“I found myself thoroughly immersed from beginning to end…” (a reader)
“A real page turner, I finished it in two days…” (a reader)
“I really enjoyed “Paradise to Go.” Rante’s adventures and misadventures kept me riveted throughout…” (a reader)
“Enjoyed every moment of it. Can’t wait to read it again…” (a reader)



Whimsical (excerpt of a mail from a close friend)

Whimsical is a bit funny, a bit ironic, much like the book
itself. And Rante, of course. A good word. I meant it in
the best of senses. It provokes a warm smile.

The book has a lot of humor. A human comedy, full of
moments we all recognize in ourselves. And we smile,
as Rante struggles, because we KNOW exactly how he
feels. Whimsical is a great word, and you’ve written a
wonderful, witty and moving story. One that carries
underneath, the whimsical turns of fortune.

I love the book. I love it because it is whimsical. And moving.




Excerpt (novel)


But after that, I was in! And I took off down the West Berlin Avus, flying into the final stretch.
And then, the terror returned. Alone, at night, beneath the canopy of Harry’s immense four-poster.
He was already off on tour, and the flat was mine till the end of August. Before going to sleep, I went over once again the details for the morning, to make sure I was completely prepared. I was. I re-read my lines for the scenes tomorrow. And I had them cold. I ran them again and again, half-asleep, just to be sure, mumbling to myself the whole night long.
I got up feeling absolutely wretched. And couldn’t remember a word. My head was as empty as if I’d never set eyes on the script.
What was the first take? What was my first line? What about a washing machine? I needed the script, the script…ah, yes…department store…my mother…I was supposed to say, ″Yeah. A new washer ain’t no luxury. The old one makes such a racket…drives me up the…what?…the something something wall.…″


Raining buckets at 7 AM, when I left the flat. I was due on location at 7:30. On the Kudamm. A department store, not far from where Dutschke had been gunned down. Last night I’d driven by, so I’d know exactly where I had to go.
Ten past. Far too early. I parked on the divide. The radio had the Stones. ″No Expectations″.
No expectations? This didn’t fly. On the contrary, I had huge expectations—while, nevertheless, I was in a blue funk.
I cranked the volume as loud as I could—hoping, I guess, that some of Jagger’s wildness might just pass to me. Nervously, I pulled at my cigarette. And inhaled deep. I was really scared. I looked over and noticed the two Alia Film VW buses parked next to me. So, I wasn’t the first one here.
As soon as the song was over, I killed the radio and got out. The clothes they’d asked me to bring were in my shoulder bag. The first scene said ’somewhat casual‘, and I’d dressed the part. Tight jeans, bulky-knit sweater, red. A little on the loud side, maybe. Or was it? The main door was locked. I found my way in through a side door, and someone said, ″Up one flight.″
And there they all were.
The lights in place, the crew in preparation for the shoot. I found Hubmann standing beyond the hustle and bustle, talking to a bearded guy with a huge mane of hair. I went up to the two of them and tried a professional well-here-I-am-what-now? Hubmann gave me a quick hand, interrupting his conversation only long enough to tell me to go wait in my dressing room.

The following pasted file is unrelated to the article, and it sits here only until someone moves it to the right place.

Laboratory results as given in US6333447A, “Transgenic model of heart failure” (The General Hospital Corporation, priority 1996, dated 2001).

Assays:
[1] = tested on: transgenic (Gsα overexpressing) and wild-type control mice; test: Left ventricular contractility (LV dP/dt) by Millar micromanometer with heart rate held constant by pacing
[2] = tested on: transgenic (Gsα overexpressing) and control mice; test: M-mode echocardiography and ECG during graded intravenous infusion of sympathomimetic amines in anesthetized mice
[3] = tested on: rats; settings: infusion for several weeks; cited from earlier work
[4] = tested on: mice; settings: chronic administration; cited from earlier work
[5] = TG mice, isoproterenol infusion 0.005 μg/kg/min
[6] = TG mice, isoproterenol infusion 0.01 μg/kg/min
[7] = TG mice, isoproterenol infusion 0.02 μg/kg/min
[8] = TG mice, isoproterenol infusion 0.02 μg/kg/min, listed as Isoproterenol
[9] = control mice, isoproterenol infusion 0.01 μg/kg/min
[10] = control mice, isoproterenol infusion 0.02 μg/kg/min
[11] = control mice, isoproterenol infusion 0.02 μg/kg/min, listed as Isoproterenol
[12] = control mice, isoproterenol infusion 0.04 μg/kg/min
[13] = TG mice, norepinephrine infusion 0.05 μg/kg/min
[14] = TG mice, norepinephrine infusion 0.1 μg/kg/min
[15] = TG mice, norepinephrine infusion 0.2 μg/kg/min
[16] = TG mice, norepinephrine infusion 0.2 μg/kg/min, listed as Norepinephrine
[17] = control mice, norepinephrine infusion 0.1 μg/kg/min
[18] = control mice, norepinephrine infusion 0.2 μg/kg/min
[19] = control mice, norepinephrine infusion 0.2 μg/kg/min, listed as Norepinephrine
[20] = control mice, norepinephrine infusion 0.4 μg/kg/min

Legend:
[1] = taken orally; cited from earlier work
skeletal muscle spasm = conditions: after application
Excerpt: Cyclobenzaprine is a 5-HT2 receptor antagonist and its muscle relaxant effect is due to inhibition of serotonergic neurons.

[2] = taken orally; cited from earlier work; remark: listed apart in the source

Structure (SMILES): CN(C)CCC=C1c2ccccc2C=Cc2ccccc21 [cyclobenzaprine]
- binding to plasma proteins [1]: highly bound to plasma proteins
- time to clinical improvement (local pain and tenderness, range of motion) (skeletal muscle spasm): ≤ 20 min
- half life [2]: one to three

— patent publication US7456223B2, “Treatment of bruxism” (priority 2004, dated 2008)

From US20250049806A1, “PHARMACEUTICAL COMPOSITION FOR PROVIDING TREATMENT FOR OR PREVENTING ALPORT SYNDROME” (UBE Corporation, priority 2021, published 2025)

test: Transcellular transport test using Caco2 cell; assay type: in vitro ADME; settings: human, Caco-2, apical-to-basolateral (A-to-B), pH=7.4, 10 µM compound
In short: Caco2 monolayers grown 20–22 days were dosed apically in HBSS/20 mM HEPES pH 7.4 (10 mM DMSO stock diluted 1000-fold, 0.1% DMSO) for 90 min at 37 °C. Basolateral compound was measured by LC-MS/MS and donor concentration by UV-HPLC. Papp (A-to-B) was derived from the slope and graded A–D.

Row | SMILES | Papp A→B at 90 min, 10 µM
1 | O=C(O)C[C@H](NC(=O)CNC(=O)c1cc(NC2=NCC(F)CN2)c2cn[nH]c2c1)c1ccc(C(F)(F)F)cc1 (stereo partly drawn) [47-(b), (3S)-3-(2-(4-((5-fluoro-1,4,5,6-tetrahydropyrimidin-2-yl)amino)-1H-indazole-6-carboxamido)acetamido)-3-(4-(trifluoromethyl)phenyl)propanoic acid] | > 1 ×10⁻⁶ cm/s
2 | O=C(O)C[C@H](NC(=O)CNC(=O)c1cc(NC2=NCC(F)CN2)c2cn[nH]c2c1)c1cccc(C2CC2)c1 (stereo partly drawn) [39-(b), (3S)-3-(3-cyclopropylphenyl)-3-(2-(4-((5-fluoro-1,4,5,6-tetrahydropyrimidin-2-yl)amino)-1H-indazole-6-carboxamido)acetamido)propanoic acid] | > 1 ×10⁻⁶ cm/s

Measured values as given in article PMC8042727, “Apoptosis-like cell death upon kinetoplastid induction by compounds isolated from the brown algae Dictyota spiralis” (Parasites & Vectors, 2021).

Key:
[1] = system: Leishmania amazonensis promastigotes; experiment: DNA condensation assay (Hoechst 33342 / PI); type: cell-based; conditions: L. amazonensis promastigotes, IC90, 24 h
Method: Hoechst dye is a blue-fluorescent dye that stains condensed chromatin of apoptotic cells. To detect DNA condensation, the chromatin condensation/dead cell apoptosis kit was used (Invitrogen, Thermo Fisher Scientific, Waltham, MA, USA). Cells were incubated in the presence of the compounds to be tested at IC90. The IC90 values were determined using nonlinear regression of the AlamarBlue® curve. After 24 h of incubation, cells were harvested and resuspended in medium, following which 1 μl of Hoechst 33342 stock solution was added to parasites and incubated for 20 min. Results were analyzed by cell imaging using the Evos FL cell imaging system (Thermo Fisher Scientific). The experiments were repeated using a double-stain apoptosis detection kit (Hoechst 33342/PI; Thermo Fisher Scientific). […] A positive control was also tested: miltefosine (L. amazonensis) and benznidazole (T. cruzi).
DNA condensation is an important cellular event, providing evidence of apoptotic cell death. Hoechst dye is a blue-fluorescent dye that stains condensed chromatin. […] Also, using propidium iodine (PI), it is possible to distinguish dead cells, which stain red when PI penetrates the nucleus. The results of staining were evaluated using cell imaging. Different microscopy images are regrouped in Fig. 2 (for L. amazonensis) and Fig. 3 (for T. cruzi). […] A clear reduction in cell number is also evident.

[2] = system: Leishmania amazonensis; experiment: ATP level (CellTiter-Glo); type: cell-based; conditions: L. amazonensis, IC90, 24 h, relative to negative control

″Where to?″
″Through the door, first left, first room on the right.″ And with that, back he went to the bearded mane.
Is this the way he treats his leading actor? Through the door…left, right… I’d expected better than that.
The dressing room was occupied. An old woman sitting in a chair, reading a newspaper, smoking. The moment she saw me, she leapt to her feet with a dexterity I wouldn’t have dreamed possible.
″Fritzie…right? Come on in, kid, lemme give ya a hug.″
Berliner accent. Voice, a nicotine rasp. She was fatter than Amina’s old friend Hilda, and her face read like a bas-relief—bags under the eyes, two rainbows of plum-tree gum.
She hugged me. And stepped back, beaming. ″Oberdorfer. But you call me Gaby. I’m here t’polish yer nose, kid, and put the final spit in your hair. Let’s see what we can do with the mug.″


Eight. Time to start. Hubmann was outlining the first shot to the actress playing my mother. The bearded mane turned out to be the cameraman.
″OK. The two of you come down the aisle, camera tracks back ahead of you,″ Hubmann turned to me, and in a soft voice and grand effete gestures: ″At this mark, the camera goes left, and you, Rante, stop on the mark in front of the washing machine. You, Frau Brenner, just after, on this mark here. Look at the washer, everyone loves the washer, yes? Then, dialogue dialogue dialogue…Clear? OK, let’s do a dry run. Quiet please!″
Mother and I went to our starting marks. Silence, and everyone seemed to be watching us.
″OK then…action!″ shouted Hubmann. And off we went.
Three steps and, ″Cut!″ yelled Hubmann. And stared at Frau Brenner. ″That’s the way you intend to walk?″
″I’m sorry. Is there something wrong?″
″Is there something…? You walk as if, excuse me, as if you spent the whole night fornicating.″
″You don’t, as a rule now, waddle, do you? Legs spread wide. Now, what’s the problem? I trust I won’t need to show you how to walk?″
″No, Herr Hubmann.″
″Then let’s all go back and take it from the top.″
We went back, and I heard Hubmann swearing under his breath. The woman was at least fifty. A worry-worn mother-type, perfect casting for part. Beneath the makeup she’d gone white, lips trembling.
″Quiet! and…action!″
Hubmann stood five meters off, watching us like a hawk, one finger up his huge beak—enlarged, no doubt, by this nervous habit.
Once more, dead in our tracks.